Further, the attorney's research would have had to be given or used at the time of the hearing to be billed at the time of hearing. If Mr. Rappleyea did not write a report for the board or speak to the board, or maybe present his research in the hearing or present me, since I paid for it, with some kind of report, then why is the research billable? Professional development is not billable to the board for this hearing. Research should be about an issue that pertains to this particular hearing and should be presented at the time of the hearing to someone involved, someone who then used or acknowledged the research at the time.

I have FOILed all the minutes and attachments to those minutes. There is no attorney research in those documents.

Bringing this issue up at the town meeting was no ambush: I have been writing to Valerie Bertram and sending in FOIL requests for months about attorney invoices. I have noted copies of these letters in the links at the end of this post.

We have one incident that appears to involve inappropriate timing and billing for work that was not done. We now have some idea of what the April 2009 bill involves. What about the other 11 months?

I FOILed the invoices for 2009 and Mr. Rappleyea, presumably, blacked out all the information on those invoices. I cannot see what issues he was working on, what percent of the time he was billed was spent on research versus, say, consultation or paperwork.

One month clearly, April, includes some problems. The other 11 months are blacked out, like secrets in a spy movie.

Why are they blacked out? On December 30 at the meeting, Tal said that he works for the board, not the town in general. Here is the audio of Tal's position. He said that he is allowed to black out or hide information that may be part of litigation or possibly part of litigation. Here is the audio of the discussion of potential litigation and actual litigation.

There was no ongoing litigation at the time and there is none now. So actual litigation cannot be a reason for his hiding his invoices.

What about potential litigation? Mr. Rappleyea blacked out every single item on every single invoice except for the work he did answering Martin Roby's FOIL requests.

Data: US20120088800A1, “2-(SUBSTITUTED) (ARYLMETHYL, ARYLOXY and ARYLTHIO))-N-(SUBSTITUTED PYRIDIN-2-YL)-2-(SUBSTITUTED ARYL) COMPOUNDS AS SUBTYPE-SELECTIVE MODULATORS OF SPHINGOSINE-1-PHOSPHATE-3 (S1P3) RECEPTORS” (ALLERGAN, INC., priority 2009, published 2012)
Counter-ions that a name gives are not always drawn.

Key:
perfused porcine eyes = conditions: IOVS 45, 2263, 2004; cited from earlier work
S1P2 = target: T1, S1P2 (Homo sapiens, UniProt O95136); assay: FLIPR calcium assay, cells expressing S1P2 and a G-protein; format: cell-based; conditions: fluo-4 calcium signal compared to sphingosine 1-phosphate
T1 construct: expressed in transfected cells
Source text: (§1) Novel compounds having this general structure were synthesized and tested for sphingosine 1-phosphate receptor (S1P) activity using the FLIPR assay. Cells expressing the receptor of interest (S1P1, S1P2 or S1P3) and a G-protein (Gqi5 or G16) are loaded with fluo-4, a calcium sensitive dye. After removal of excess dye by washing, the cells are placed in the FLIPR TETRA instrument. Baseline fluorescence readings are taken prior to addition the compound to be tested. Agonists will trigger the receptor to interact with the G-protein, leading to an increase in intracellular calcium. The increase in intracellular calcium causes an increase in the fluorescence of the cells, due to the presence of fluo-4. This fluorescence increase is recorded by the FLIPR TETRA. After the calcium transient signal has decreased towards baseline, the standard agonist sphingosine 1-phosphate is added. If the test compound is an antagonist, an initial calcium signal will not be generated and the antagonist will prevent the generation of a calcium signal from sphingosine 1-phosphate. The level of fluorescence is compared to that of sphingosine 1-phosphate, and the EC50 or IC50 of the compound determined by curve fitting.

Is Tal sure that Martin would never sue the town because he objects to his FOIL requests? Is everyone else possibly going to sue the town, including Columbia County, CSX railroad and the New York State Greenway agency, but not Martin Roby?

If the possibility of a lawsuit justifies hiding every single issue in the invoices except for Martin's FOIL requests, then it pretty much means Tal believes he does not have to expose any of his invoices to scrutiny.

Yet we know that one of the invoices was a mistake by his own admission. We know that there is a strong suggestion of fraud in one invoice. I would like to see the other eleven months. They're hidden. I have appealed the hiding of the content of the invoices. Check out the links below.

So let's look at the money. In 2009 the town of Stuyvesant spent $31,483 on attorney fees, according to the budget, only for Tal, there were no other lawyers paid. The 12 invoices noted above only added up to $21,450.

$10,000 is missing.

In September, I realized there was a $10,000 difference between the bills and the budget. So, in October 2010, I asked again for all documents adding up to and necessary to understand $31,383. I received a one page print out called "General Fund Vendors Ledger." That print out added up to $28,732.

I wrote a letter in November asking for an explanation, sending it to Valerie Bertram, supervisor, Melissa Naegeli, town clerk, and to Tal Rappleyea, attorney. I waited two weeks and got no response so I sent in a FOIL for attorney contracts and cancelled checks and other documents necessary to figure out this issue without an explanation from the chief executive of the town, Valerie Bertram.

Mistakes were made.

Substance of the FOIL appeal
Val's response to my appeal
My response to Val

Invoice January
Invoice July
Invoice Feb
Invoice June
Unblacked out invoice (as presented in June 2009)

Chart with missing money
Follow up FOIL after not receiving response to the above request for an explanation

Chicken Law video